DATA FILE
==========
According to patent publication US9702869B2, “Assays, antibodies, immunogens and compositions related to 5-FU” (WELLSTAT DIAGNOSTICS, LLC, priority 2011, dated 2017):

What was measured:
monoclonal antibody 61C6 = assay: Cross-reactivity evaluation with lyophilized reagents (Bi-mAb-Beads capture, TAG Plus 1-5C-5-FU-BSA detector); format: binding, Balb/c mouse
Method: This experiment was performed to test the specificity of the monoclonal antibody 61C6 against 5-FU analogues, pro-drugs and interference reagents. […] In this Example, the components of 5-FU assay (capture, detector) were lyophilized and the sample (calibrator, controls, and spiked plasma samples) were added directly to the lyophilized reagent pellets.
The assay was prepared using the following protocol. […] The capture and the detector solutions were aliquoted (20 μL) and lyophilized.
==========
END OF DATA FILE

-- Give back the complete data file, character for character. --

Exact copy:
According to patent publication US9702869B2, “Assays, antibodies, immunogens and compositions related to 5-FU” (WELLSTAT DIAGNOSTICS, LLC, priority 2011, dated 2017):

What was measured:
monoclonal antibody 61C6 = assay: Cross-reactivity evaluation with lyophilized reagents (Bi-mAb-Beads capture, TAG Plus 1-5C-5-FU-BSA detector); format: binding, Balb/c mouse
Method: This experiment was performed to test the specificity of the monoclonal antibody 61C6 against 5-FU analogues, pro-drugs and interference reagents. […] In this Example, the components of 5-FU assay (capture, detector) were lyophilized and the sample (calibrator, controls, and spiked plasma samples) were added directly to the lyophilized reagent pellets.
The assay was prepared using the following protocol. […] The capture and the detector solutions were aliquoted (20 μL) and lyophilized.